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- By eliminating the cap, a person earning $225,000 would pay 4 times more in taxes than he'll receive in benefits.
- Today's payroll tax ceiling isn't unusually low, about 84% of all wages are taxed, almost the average since 1935.
- Raising the cap would sap support for Social Security and hurt the economy.
Editor's note: This article originally appeared in The New York Times' Room for Debate in response to the question: Should Social Security taxes affect all wages?
Under Roosevelt's original design for Social Security, high earners wouldn't even have participated. The eventual legislation included the rich, but with a contribution cap to distinguish Social Security from "the dole."
As a Social Security Administration report put it, "The upper limit on the tax was designed to assure that no one contributed directly more than the value of the protection he received." It also meant that lower earners must pay for their benefits, which the administration says is "one of the basic principles of the Social Security program and is largely responsible for its widespread public acceptance and support."
But by eliminating the cap, a person earning $225,000 would pay roughly four times more in taxes than he'll receive in benefits. A growing resemblance to a welfare plan would be inescapable.
Today's payroll tax ceiling isn't unusually low. Currently, about 84 percent of all wages are taxed, almost precisely the average since 1935. While coverage has fallen from 90 percent since the mid-1980s, research points to health care as a major culprit.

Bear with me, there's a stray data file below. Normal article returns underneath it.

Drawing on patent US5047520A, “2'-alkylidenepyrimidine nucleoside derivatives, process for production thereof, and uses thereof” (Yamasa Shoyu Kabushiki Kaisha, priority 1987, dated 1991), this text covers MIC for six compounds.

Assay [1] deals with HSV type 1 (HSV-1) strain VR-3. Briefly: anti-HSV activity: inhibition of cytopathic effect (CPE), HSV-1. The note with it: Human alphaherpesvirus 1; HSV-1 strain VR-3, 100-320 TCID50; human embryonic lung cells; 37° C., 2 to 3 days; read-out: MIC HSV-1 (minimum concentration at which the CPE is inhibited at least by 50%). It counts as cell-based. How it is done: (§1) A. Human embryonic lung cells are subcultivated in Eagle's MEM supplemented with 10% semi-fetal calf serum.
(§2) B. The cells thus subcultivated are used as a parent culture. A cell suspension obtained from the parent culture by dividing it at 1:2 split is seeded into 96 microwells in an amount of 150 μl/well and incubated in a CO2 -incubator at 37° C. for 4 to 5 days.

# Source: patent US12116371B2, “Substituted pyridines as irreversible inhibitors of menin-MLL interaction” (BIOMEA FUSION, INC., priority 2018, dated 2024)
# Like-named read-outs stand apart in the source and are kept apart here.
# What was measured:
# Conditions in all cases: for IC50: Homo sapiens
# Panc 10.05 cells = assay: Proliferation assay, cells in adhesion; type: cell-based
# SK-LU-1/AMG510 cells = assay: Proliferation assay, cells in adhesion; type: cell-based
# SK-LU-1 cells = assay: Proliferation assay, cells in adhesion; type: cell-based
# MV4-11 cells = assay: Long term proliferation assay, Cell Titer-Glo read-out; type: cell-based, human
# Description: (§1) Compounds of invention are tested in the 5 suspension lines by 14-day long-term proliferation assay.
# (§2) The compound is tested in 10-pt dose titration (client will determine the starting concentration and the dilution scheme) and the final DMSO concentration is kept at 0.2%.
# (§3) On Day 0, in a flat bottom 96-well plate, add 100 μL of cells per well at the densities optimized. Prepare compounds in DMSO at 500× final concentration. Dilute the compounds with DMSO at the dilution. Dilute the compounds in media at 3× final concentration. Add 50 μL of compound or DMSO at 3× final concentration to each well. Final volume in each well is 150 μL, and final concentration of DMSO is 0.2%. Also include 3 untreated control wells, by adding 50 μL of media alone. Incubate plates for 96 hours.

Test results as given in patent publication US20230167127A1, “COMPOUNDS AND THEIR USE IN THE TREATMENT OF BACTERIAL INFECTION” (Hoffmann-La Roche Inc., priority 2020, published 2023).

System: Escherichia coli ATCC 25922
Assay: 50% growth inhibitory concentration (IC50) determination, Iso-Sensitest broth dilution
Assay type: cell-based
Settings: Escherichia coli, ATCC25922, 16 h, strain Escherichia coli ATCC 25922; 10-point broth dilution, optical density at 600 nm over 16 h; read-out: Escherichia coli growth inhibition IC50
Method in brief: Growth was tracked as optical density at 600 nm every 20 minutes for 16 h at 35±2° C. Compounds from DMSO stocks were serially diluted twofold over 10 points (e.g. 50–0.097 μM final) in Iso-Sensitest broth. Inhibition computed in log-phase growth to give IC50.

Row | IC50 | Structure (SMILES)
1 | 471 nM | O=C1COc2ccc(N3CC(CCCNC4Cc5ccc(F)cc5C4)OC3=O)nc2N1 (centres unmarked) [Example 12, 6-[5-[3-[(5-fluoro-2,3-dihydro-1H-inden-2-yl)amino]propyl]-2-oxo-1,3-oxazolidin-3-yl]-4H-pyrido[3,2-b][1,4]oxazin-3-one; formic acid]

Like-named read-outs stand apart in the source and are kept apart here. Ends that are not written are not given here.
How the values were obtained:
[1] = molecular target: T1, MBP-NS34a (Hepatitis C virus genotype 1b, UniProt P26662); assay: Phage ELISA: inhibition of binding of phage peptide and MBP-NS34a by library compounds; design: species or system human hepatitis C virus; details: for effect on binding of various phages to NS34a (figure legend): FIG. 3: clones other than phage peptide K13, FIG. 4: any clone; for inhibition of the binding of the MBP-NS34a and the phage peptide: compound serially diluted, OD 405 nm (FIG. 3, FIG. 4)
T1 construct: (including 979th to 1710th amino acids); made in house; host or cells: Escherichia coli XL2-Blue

When employers' health outlays rise they reduce wages for employees, with middle class workers hit the most. The solution isn't to tax the rich more, it's to address health care costs. And while Canada sets its pension tax ceiling at the average wage - and the U.K. at 1.15 times and Germany and Japan at 1.5 times the average - Social Security's tax ceiling is 2.9 times the average wage, helping give the U.S. the most progressive tax code in the developed world.
Eliminating the tax cap would be a huge tax increase. The top federal tax rate on earned income today is 45 percent. Adding state income taxes boosts it to around 50 percent. Eliminating the tax max effectively raises the top tax rate by around 12 percentage points. And that's before we've done anything to fix Medicare and Medicaid.
Moreover, liberal economists Emmanuel Saez and Jeffrey Liebman concluded that, because of income shifting and behavioral responses, net collections from eliminating the cap would be less than 60 percent of what static projections claim.
Even at that level of revenue, eliminating the tax cap would lead to large near-term Social Security surpluses - which would be spent rather than saved -- while doing far less to boost the system's long-term prospects.
Raising the cap would sap support for Social Security and hurt the economy, while failing to put the budget on a sustainable track.
Andrew G. Biggs is a resident scholar at the American Enterprise Institute and former principal deputy commissioner of the Social Security Administration.